Lessons from History: The 1972 National Accelerated Food Production Programme
As seen from the mobile phone saga of a few weeks ago, government policies are received differently by different Nigerians. While for the group of Nigerians in their twenties, the news of a policy which is purported to create 3 million jobs and really transform the agriculture sector represents something new and truly unprecedented, for some who have lived through the 60s and 70s, this is just another policy which is doomed to fail. But perhaps each side deserves some credit: the former group for the optimism and confidence that the nation needs to move forward, and the latter for the caution that effective policymaking requires.
At this juncture, a trip down policy memory lane to discover the mistakes of the past and build on important lessons and foundations is imperative. This trip will continue over a series of articles focusing on past agricultural policies in order to enable us steer a more informed course towards a true agricultural revolution.
Let’s start from the very beginning. The exit of the colonial administrators left the Nigerian nationalists with an independent nation and a viable agricultural economy. In the 60s, Nigeria prospered as a food- and raw material-producing and exporting nation. Indeed, between 1960 and 1975, there was a 27.7 percent rise in the production index of the major food crops with a 6.4 percent increase in the production rate of livestock.
In line with the thinking at the time – of creating a developmental state which will spearhead economic prosperity, alleviate poverty and promote self-sufficiency in food production – the government came up with a number of schemes. Under Yakubu Gowon’s government, the National Accelerated Food Production Programme was launched in 1972. The idea behind this project, as the name implies, was to vastly increase the productivity of farmers and by extension, their incomes and standards of living. This was to be achieved through an innovative combination of research and technological improvement, extension, and agro-service delivery.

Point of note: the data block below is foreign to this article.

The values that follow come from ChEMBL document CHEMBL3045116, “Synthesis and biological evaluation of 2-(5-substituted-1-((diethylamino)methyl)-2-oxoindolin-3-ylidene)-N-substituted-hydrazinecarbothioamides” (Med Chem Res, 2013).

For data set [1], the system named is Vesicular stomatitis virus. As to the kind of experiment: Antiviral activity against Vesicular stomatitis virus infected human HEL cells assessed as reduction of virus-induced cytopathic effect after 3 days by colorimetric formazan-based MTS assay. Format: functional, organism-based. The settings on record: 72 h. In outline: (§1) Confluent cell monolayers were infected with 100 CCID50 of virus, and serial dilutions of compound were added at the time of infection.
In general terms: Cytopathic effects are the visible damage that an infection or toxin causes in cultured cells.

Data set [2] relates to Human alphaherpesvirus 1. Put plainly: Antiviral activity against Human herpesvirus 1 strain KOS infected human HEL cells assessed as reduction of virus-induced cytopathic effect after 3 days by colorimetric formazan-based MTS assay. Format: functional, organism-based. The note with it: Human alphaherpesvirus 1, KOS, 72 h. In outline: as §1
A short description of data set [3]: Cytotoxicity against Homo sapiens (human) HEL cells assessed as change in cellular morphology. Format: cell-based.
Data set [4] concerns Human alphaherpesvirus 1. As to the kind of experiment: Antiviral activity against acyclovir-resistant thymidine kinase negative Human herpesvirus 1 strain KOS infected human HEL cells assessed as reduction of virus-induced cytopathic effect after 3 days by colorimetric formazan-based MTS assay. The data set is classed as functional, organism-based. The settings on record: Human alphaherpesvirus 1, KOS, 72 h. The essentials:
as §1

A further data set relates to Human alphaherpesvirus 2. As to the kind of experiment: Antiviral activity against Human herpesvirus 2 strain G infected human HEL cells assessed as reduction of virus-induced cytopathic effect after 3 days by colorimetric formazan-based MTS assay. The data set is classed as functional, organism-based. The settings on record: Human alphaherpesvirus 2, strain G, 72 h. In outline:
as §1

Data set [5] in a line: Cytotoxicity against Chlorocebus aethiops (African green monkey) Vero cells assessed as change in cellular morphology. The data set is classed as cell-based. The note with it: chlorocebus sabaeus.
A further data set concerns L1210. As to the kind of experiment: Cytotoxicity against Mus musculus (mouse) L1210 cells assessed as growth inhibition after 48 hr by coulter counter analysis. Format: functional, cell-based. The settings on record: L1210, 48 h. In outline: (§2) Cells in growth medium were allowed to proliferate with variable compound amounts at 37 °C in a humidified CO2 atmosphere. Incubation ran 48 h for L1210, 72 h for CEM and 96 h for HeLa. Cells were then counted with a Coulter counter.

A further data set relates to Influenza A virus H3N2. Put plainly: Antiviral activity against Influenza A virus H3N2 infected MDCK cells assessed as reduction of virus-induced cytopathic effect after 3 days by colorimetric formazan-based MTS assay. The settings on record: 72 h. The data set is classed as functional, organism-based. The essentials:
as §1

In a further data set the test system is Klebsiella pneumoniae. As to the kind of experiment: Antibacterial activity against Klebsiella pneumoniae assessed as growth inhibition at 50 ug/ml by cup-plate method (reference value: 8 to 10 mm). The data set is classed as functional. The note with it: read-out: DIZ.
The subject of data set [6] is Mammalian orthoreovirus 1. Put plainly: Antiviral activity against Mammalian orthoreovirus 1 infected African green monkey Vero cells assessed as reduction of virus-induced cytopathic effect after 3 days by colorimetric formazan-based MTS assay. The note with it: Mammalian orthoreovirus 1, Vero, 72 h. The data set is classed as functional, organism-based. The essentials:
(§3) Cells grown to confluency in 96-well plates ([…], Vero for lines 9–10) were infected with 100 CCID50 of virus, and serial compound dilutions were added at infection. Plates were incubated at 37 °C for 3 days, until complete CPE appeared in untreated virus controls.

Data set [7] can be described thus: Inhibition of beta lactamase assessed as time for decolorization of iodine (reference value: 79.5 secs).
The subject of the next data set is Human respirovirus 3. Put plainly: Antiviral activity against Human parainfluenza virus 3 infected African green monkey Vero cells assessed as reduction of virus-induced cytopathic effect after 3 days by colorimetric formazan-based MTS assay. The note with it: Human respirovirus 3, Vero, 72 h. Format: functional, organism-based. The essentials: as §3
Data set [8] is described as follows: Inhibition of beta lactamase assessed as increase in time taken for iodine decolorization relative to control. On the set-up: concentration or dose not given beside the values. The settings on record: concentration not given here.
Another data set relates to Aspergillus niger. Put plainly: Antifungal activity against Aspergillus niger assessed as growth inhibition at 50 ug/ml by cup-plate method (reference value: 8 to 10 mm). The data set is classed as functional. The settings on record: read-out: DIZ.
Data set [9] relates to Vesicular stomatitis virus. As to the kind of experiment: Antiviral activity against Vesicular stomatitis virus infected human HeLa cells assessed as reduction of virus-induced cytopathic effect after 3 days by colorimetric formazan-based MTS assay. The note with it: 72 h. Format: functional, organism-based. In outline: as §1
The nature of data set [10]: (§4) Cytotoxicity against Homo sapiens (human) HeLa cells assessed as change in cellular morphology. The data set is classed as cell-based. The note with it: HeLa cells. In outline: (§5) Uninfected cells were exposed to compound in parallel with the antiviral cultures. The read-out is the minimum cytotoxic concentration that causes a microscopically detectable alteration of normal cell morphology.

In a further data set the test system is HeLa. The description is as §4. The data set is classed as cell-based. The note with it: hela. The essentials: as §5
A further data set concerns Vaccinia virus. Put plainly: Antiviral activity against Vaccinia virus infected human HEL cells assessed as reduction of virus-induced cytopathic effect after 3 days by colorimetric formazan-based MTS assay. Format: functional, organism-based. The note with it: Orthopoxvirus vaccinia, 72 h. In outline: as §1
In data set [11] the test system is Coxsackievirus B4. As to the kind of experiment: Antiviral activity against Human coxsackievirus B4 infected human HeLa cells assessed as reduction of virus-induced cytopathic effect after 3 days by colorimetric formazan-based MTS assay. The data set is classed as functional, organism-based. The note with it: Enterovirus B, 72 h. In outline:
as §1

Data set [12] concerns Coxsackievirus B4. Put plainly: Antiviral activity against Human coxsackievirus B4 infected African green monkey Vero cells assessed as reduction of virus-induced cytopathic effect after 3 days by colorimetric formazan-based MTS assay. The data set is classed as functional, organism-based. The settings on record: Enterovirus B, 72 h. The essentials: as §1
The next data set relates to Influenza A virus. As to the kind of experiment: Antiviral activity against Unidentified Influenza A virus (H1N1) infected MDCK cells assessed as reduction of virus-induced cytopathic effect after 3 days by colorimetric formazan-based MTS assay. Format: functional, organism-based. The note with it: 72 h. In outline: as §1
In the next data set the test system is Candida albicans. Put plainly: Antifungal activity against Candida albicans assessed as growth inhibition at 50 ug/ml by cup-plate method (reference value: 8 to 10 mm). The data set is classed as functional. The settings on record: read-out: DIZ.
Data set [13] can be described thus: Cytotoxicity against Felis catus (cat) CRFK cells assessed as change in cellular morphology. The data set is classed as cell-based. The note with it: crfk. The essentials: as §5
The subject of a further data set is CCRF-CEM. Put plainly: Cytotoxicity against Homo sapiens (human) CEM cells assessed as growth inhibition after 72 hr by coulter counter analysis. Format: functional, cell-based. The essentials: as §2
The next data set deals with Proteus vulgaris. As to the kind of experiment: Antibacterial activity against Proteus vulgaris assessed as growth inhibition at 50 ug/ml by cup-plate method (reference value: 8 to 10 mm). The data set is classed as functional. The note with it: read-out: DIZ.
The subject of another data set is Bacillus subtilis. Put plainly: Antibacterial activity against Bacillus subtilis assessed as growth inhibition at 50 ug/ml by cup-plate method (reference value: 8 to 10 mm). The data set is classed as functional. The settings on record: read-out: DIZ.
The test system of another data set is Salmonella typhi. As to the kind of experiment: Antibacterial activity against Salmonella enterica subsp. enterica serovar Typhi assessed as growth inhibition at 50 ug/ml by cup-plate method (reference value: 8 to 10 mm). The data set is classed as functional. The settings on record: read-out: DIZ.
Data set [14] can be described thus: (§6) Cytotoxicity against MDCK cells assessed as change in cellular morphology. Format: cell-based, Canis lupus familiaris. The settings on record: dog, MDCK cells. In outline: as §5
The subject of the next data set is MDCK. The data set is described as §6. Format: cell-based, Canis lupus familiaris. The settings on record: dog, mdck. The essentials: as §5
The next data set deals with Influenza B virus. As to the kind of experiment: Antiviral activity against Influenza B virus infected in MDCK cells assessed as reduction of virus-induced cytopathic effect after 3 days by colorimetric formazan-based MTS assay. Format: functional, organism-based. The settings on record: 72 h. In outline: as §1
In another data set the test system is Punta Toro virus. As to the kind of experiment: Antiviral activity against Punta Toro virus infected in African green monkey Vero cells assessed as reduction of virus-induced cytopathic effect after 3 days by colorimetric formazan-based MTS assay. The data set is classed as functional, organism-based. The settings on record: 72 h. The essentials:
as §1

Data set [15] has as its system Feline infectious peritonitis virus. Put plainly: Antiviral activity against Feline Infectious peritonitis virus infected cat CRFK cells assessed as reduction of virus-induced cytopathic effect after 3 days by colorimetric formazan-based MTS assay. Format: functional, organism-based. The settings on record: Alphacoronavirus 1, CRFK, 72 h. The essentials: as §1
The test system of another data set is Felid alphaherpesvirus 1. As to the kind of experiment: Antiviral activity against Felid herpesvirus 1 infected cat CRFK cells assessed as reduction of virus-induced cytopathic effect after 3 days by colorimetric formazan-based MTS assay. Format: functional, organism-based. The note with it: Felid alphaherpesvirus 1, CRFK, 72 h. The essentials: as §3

This accelerated production was particularly geared towards certain food crops: cassava, maize, rice, sorghum, millet and wheat (compare this with 8 crops targeted for value chain expansion and transformation under the 2012 agenda: rice, cassava, sorghum, cocoa, cotton, maize, oil palm). As part of the 1972 programme package, farmers were to receive improved seed varieties and 24,000ha of land was supposed to be cultivated with the engagement of 324,000 farm families. Knowing that this project would need to be adequately financed to ensure a stable supply of inputs, the policy planners were also aware that farmers themselves needed better access to credit. For this reason, the Nigerian Agricultural and Cooperative Bank was created.
This grand scheme achieved some of its goals. It was reported that thousands of extension workers as well as about 75 specialists in crop production were trained for the programme. With the improved varieties, there was a reported tenfold increase in yield, particularly with the wheat crop whose yield exceeded the international standard of 3 tonnes per hectare. Over 50,000 farmers were beneficiaries of the production packages with improved seed varieties.